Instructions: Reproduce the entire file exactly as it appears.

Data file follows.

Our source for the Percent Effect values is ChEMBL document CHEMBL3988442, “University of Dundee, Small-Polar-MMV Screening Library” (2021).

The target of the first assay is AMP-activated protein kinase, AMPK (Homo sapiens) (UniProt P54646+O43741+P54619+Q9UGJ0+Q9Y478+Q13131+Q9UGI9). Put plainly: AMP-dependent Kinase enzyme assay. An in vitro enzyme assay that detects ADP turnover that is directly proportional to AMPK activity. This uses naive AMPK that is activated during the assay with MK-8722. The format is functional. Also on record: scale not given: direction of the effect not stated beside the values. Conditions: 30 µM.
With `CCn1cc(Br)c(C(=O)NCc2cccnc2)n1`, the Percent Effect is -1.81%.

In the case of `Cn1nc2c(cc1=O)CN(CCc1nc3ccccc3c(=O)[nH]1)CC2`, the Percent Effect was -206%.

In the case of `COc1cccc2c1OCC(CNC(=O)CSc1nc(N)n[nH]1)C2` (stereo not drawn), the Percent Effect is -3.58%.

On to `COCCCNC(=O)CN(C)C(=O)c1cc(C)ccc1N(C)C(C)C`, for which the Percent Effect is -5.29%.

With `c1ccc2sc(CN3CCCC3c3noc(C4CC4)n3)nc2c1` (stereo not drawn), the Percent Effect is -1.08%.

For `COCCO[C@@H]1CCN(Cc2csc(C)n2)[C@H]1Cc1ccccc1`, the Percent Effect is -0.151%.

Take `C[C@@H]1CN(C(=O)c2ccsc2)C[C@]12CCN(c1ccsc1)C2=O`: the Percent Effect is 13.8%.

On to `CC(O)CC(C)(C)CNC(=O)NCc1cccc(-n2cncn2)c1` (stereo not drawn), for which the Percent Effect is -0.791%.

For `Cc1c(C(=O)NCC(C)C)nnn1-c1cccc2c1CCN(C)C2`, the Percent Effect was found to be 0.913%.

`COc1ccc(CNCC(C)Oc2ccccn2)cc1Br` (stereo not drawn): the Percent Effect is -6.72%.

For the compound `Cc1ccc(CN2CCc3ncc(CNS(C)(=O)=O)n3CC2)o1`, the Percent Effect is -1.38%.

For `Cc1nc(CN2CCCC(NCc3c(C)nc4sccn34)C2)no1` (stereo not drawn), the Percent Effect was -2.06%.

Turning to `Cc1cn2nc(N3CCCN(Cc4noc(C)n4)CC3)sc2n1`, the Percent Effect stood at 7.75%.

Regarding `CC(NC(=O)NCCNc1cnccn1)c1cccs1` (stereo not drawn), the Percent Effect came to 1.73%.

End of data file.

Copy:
Our source for the Percent Effect values is ChEMBL document CHEMBL3988442, “University of Dundee, Small-Polar-MMV Screening Library” (2021).

The target of the first assay is AMP-activated protein kinase, AMPK (Homo sapiens) (UniProt P54646+O43741+P54619+Q9UGJ0+Q9Y478+Q13131+Q9UGI9). Put plainly: AMP-dependent Kinase enzyme assay. An in vitro enzyme assay that detects ADP turnover that is directly proportional to AMPK activity. This uses naive AMPK that is activated during the assay with MK-8722. The format is functional. Also on record: scale not given: direction of the effect not stated beside the values. Conditions: 30 µM.
With `CCn1cc(Br)c(C(=O)NCc2cccnc2)n1`, the Percent Effect is -1.81%.

In the case of `Cn1nc2c(cc1=O)CN(CCc1nc3ccccc3c(=O)[nH]1)CC2`, the Percent Effect was -206%.

In the case of `COc1cccc2c1OCC(CNC(=O)CSc1nc(N)n[nH]1)C2` (stereo not drawn), the Percent Effect is -3.58%.

On to `COCCCNC(=O)CN(C)C(=O)c1cc(C)ccc1N(C)C(C)C`, for which the Percent Effect is -5.29%.

With `c1ccc2sc(CN3CCCC3c3noc(C4CC4)n3)nc2c1` (stereo not drawn), the Percent Effect is -1.08%.

For `COCCO[C@@H]1CCN(Cc2csc(C)n2)[C@H]1Cc1ccccc1`, the Percent Effect is -0.151%.

Take `C[C@@H]1CN(C(=O)c2ccsc2)C[C@]12CCN(c1ccsc1)C2=O`: the Percent Effect is 13.8%.

On to `CC(O)CC(C)(C)CNC(=O)NCc1cccc(-n2cncn2)c1` (stereo not drawn), for which the Percent Effect is -0.791%.

For `Cc1c(C(=O)NCC(C)C)nnn1-c1cccc2c1CCN(C)C2`, the Percent Effect was found to be 0.913%.

`COc1ccc(CNCC(C)Oc2ccccn2)cc1Br` (stereo not drawn): the Percent Effect is -6.72%.

For the compound `Cc1ccc(CN2CCc3ncc(CNS(C)(=O)=O)n3CC2)o1`, the Percent Effect is -1.38%.

For `Cc1nc(CN2CCCC(NCc3c(C)nc4sccn34)C2)no1` (stereo not drawn), the Percent Effect was -2.06%.

Turning to `Cc1cn2nc(N3CCCN(Cc4noc(C)n4)CC3)sc2n1`, the Percent Effect stood at 7.75%.

Regarding `CC(NC(=O)NCCNc1cnccn1)c1cccs1` (stereo not drawn), the Percent Effect came to 1.73%.